WASHINGTON, D.C., May 13, 2014 ( – On the one-year anniversary of Dr. Kermit Gosnell's conviction of murdering newborn babies, Republican senators and pro-life experts pushed Senate Majority Leader Harry Reid to allow a vote on a national ban on abortion after 20 weeks.

Late-term abortion causes physical pain to unborn babies, increases the risks of harming women, and allies the United States with international pariahs like North Korea, they said in a press conference today to support the Pain Capable Unborn Child Protection Act (S. 1670).


The bill, introduced by Congressman Trent Franks of Arizona, passed the House of Representatives last summer. Sen. Lindsey Graham introduced the bill in the Democrat-controlled Senate last November, where it has stalled ever since.

Graham offered Reid a compromise: bring both his bill and Sen. Richard Blumenthal's Women's Health Protection Act, which would radically expand abortion-on-demand, before senators.

“Senator Blumenthal has a bill that’s really a top priority of the pro-choice community, so let’s have a vote on both,” he said. “I think the topic’s worthy of debate. … He said every senator needs to be on the record. I agree with that.”

Pro-life experts said abortions after 20 weeks cause unborn babies excruciating pain.

“I am standing here today to share with you what embryology textbooks and peer-reviewed scientific studies have unequivocally proven: babies at 20 weeks post-fertilization can perceive and experience pain. This is a matter of biology, not a matter of belief or wishful thinking,” said Arina Grossu, director of the Center for Human Dignity at the Family Research Council.

“Between 20 and 30 weeks post-fertilization, an unborn child has more pain receptors per square inch of skin than at any other time in his or her life, with only a very thin layer of skin for protection, leaving nerve fibers closer to the surface. Mechanisms that inhibit or moderate the experience of pain do not begin to develop until 32 to 34 weeks post-fertilization.”

But pro-life concern is not just for babies. Women, they said, also suffer because of late-term abortions.

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“In an increasingly health-conscious society, why does abortion lack a ‘warning label?’” asked Jeanneane Maxon, Americans United for Life's vice president for external affairs and corporate counsel. “A woman seeking an abortion at 20 weeks – five months of pregnancy – is 35 times more likely to die from abortion than she was in the first trimester. At 21 weeks or more, she is 91 times more likely to die from abortion than she was in the first trimester.”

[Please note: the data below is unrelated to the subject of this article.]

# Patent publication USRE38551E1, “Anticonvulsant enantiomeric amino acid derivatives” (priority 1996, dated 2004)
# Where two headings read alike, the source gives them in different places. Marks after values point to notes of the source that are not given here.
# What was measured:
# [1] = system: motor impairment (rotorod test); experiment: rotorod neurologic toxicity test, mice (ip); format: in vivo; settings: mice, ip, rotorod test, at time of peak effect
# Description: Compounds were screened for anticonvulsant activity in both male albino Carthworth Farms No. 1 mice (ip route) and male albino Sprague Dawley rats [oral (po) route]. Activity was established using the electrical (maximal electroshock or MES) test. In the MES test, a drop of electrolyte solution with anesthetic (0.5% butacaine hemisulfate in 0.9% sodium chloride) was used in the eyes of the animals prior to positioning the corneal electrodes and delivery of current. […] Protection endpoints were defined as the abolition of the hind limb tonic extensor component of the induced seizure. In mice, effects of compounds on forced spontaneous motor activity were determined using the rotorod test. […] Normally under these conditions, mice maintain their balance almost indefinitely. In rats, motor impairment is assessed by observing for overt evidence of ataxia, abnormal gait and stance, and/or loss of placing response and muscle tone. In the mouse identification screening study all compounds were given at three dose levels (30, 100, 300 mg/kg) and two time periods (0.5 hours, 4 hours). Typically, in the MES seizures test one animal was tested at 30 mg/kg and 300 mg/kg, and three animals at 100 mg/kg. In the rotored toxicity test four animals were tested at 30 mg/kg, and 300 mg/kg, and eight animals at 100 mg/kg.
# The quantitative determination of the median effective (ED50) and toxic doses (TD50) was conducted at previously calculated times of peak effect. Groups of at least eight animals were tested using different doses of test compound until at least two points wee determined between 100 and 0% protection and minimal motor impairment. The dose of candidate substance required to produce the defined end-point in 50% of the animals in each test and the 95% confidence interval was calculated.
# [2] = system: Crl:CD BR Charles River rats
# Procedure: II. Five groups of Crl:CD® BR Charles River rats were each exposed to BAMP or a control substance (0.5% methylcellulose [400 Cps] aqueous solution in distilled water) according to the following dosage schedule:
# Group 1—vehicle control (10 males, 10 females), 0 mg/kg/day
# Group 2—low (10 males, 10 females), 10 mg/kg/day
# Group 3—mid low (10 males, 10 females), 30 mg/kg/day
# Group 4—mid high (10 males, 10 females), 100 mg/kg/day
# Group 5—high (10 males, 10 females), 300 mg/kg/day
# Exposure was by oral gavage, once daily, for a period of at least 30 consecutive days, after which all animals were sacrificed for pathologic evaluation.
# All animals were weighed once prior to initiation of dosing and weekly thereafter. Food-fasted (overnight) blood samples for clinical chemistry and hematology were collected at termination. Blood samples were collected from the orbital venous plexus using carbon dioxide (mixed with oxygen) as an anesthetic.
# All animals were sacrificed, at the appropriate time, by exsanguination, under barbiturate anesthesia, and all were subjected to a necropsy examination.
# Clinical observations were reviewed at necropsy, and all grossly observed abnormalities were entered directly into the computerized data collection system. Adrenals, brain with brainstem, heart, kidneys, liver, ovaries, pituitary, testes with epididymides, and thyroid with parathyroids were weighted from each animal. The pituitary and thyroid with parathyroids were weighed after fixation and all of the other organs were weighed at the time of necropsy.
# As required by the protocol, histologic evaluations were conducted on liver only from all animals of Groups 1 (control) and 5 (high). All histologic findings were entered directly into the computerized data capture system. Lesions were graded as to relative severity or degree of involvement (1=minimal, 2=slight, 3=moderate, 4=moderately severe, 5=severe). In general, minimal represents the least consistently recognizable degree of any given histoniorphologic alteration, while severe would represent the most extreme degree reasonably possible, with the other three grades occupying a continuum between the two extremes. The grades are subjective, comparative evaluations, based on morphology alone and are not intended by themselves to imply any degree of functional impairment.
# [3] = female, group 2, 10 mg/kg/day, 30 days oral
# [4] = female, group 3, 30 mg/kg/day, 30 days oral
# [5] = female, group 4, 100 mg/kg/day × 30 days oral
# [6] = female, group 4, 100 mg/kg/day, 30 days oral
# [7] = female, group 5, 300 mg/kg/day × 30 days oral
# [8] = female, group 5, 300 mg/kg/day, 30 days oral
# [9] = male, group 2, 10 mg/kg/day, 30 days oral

“The kind of common-sense legislation that we are discussing today is not only the majority view across the country” but “in line with the values of the international community. Most nations limit abortions between 12 and 16 weeks,” she said.

Penny Nance, president of Concerned Women for America, underscored that America is an outlier on this issue. “A study by the Charlotte Lozier Institute has shown that the United States is one of just seven countries worldwide that permits abortion beyond 20 weeks, or when an unborn baby feels pain. The other countries include; China, North Korea, Vietnam, Singapore, Canada, and the Netherlands.”

Graham said, “My goal is to make sure when this is over, there are six” countries that allow the practice.

But first, the bill has to come to the Senate for a vote. Today, Reid again dismissed the bill. “As we know [Graham has] got a difficult primary down there and he keeps moving further to the Right,” he said. “That’s what this is all about.” Sen. Patty Murray, D-WA, joined in a scathing speech on the floor Tuesday afternoon, saying that the bill “is not going anywhere here in the Senate, and they know it is a cheap political ploy.”

Graham offered the bill along with Senate Minority Leader Mitch McConnell, who is also facing a primary from a conservative, pro-life challenger.

But for the pro-life advocates who stood at today's press conference, politics has nothing to do with the matter. “It’s time Congress, especially Majority Leader Harry Reid, acknowledges that a call to moral principle trumps a party agenda,” Nance said.

Advocates across the country hope the bill will enjoy bipartisan support, something critical if the bill will ever see the light of day. They have pressed vulnerable Senate Democrats to take a stand on the bill, a call that was renewed today.

Mike Fichter, president and CEO of Indiana Right to Life, called on Sen. Joe Donnelly to become a co-sponsor. “Sen. Donnelly has long-claimed to be a pro-life advocate,” Fichter said of the Democrat. “Now is his opportunity to prove it.”

Last month, West Virginia Democrat Joe Manchin said he supports the bill but has not yet become a co-sponsor.

President Barack Obama has promised to veto the measure, which contains exceptions for rape and incest, if it ever reaches his desk.

If it were enacted into law, the bill would save between 10,000 and 15,000 unborn children a year, according to varying estimates from the Congressional Budget Office and the Guttmacher Institute.

It would not affect the vast majority of abortions, which are performed before 20 weeks.